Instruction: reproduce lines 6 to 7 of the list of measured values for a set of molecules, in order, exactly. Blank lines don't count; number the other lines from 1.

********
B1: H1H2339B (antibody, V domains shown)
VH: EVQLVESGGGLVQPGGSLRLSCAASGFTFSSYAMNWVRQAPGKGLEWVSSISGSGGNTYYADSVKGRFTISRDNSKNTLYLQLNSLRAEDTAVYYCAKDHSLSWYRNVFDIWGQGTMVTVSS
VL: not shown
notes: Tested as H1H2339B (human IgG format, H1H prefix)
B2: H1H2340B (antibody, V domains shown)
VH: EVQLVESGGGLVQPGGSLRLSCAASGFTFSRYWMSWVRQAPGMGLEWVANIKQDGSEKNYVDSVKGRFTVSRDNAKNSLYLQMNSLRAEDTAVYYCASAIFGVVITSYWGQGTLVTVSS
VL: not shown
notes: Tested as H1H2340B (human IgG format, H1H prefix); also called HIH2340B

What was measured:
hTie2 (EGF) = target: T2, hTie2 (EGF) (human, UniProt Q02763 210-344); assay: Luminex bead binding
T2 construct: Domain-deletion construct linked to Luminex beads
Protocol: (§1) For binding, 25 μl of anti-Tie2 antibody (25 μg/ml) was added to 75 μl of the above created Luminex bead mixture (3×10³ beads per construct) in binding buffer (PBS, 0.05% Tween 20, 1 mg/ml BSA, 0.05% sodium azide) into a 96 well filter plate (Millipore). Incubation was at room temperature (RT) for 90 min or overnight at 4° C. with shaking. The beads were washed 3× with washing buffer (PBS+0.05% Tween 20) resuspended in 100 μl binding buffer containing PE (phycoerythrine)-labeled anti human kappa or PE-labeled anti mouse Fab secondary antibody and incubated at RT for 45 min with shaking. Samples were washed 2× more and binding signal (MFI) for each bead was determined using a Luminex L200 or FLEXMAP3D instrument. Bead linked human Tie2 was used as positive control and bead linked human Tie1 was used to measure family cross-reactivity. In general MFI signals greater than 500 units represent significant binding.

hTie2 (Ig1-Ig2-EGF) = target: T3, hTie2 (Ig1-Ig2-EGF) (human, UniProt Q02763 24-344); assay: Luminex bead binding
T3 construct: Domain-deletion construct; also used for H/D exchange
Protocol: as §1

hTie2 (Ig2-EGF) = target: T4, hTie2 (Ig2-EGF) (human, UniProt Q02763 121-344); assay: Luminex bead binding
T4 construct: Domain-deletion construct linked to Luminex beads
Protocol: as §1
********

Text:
VH: EVQLVESGGGLVQPGGSLRLSCAASGFTFSRYWMSWVRQAPGMGLEWVANIKQDGSEKNYVDSVKGRFTVSRDNAKNSLYLQMNSLRAEDTAVYYCASAIFGVVITSYWGQGTLVTVSS
VL: not shown